Story: The House on Mango Street


What does the house on Mango Street symbolizes for the young narrator? Use evidence from the story to support your answer.

The story, The House on Mango Street published in the book, Literature, An introduction to reading and writing by Roberts & Jacobs (2001) is a fascinating account of the narrators relocating to different houses during her childhood. For this essay I would like to respond to the 4th option that is related to the narrator like as a character. This topic intrigues me because I think that I can relate this to my own self. The story is not only related to what the narrator expected from her own life but also can be generalized to each one of us as all of us have unfulfilled desires. The narrator was very sensitive as a child and longed for a house that she never had an opportunity to live in which in general life is portrayed in many of our wishes not being fulfilled irrespective of how much we desire.


How does the dialogue between the nun and the young narrator lead to the narrator’s awareness of what makes for a “real house?” Use evidence from the story to support your answer.

The narrator is a sensitive character. She has been very sensitive about her living conditions during her childhood. As was seen in the case of the nun when she asked her where she lived and she pointed out to her flat on the third floor. The nun simply asked “there”. But this had a great psychological impact on her. “I knew then I had to have a house”, is what her response to it was. She had many things going on in her mind in my opinion as she might have also been suffering from an inferiority complex as the say of others had a great impact on the way she perceived the life and what she wanted to do with her life.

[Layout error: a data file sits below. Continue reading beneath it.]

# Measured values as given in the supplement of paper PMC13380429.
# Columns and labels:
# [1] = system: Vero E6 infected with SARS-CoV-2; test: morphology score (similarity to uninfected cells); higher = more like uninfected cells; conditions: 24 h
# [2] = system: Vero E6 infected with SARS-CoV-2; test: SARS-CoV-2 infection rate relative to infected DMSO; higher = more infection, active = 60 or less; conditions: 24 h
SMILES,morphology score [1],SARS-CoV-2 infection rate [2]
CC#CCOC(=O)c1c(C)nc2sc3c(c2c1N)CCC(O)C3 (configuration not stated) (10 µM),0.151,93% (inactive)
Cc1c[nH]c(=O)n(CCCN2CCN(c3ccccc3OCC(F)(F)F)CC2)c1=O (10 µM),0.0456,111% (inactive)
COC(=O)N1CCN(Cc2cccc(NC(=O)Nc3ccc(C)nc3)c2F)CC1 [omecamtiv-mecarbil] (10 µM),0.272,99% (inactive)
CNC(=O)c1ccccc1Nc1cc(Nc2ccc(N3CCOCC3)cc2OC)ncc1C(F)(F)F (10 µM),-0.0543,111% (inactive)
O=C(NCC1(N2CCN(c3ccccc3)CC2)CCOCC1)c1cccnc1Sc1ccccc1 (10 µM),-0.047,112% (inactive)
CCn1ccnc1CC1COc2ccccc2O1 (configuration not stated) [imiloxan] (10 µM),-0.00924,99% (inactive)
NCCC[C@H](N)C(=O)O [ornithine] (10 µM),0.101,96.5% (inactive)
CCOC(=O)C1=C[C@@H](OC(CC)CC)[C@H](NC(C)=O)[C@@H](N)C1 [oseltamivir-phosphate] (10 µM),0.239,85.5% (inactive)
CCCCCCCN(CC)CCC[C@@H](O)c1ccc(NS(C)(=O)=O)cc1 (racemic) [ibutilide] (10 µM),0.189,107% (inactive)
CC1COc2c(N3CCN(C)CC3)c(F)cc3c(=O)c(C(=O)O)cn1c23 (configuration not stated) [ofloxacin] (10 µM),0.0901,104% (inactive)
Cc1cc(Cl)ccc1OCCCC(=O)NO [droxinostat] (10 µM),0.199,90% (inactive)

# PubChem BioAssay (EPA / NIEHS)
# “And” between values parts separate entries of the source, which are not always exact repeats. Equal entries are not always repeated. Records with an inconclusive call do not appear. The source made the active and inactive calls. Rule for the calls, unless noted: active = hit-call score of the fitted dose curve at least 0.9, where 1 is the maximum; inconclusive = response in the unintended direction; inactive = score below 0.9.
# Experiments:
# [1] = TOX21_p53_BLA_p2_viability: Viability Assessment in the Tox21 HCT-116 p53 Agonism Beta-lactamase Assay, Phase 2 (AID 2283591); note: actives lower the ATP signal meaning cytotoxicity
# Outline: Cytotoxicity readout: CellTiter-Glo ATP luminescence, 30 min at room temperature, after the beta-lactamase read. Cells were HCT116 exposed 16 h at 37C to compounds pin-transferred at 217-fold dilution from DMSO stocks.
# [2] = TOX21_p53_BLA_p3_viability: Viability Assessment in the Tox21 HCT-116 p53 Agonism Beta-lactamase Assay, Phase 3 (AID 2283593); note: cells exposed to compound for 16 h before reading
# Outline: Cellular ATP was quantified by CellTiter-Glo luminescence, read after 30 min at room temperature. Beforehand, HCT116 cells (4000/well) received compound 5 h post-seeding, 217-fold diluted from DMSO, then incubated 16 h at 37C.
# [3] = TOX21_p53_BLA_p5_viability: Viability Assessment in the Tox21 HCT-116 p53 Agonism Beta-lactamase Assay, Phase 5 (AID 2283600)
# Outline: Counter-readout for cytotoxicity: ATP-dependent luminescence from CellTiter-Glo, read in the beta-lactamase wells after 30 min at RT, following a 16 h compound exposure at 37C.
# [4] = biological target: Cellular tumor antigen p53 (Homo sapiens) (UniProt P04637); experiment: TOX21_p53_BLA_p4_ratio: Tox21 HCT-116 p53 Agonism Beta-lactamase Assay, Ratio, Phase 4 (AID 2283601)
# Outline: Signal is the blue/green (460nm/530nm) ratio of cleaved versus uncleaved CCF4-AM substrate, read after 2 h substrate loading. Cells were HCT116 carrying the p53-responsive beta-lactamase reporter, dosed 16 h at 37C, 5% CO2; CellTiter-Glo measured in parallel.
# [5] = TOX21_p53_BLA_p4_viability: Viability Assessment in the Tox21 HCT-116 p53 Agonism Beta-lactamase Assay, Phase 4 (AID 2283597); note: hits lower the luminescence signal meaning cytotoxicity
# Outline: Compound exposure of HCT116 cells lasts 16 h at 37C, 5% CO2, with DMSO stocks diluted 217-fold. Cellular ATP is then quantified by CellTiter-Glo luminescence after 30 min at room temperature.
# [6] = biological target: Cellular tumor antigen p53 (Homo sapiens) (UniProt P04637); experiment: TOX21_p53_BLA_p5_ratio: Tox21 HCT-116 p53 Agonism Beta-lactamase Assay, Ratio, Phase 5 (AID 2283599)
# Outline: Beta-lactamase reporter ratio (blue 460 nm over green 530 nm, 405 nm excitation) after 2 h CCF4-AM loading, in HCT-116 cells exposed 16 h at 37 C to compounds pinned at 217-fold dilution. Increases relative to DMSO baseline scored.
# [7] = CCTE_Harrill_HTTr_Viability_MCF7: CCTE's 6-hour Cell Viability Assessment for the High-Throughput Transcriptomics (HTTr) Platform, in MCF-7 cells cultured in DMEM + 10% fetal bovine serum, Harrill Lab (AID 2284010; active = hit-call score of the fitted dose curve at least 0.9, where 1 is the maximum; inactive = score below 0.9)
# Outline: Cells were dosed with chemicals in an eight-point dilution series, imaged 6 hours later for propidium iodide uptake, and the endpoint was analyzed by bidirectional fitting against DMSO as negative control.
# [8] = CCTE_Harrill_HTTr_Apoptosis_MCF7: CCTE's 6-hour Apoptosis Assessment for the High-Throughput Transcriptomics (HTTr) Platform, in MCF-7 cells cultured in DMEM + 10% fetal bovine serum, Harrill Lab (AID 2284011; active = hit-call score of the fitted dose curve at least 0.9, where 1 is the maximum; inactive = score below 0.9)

What is the narrator like as a character? How much do you learn about her? How much do you learn about life in general? Use evidence from the story to support your answer.

As a person the story tells a lot about the narrator. She lived as a part of a big family with her mother and father and 3 siblings. The family seems to be on limited resources where the parents keep telling their kids stories about a better life. The narrator says in the story that “they always told us that one day we would move into a house, a real house that would be ours  for always”. Further on she describes the house as a big house with three washrooms and a big yard and green trees surrounding it. I think that these stories have become a part of her personality and she thinks that she deserves better that what she had. This could be one of the factor that might have shaper her perception of the reality.


The struggle for self-definition is a common theme in coming-of-age stories. Discuss how the young narrator in Sandra Cisneros’s short story “The house on Mango Street” describes her situation and how she comes to terms with it. Use evidence from the story to support your answer.

Speaking about life in general, I think that the story is short but has a lot to offer to learn about life. I think that parents should be able to tell their kids the reality and not make them live in fairy tales. As humans, we should be able to adopt to the circumstance that we are in unless we have real life opportunities that could change the circumstances for the best. The narrators is quoted as saying “but the house on Mango Street is not the way they told it at all.” This reflects how much important is for us what others say and how much it impacts the way our personality can be shaped.

Works Cited

Roberts, E. & Jacobs, H. (2001). Literature (1st ed.). Upper Saddle River, N.J.: Prentice Hall.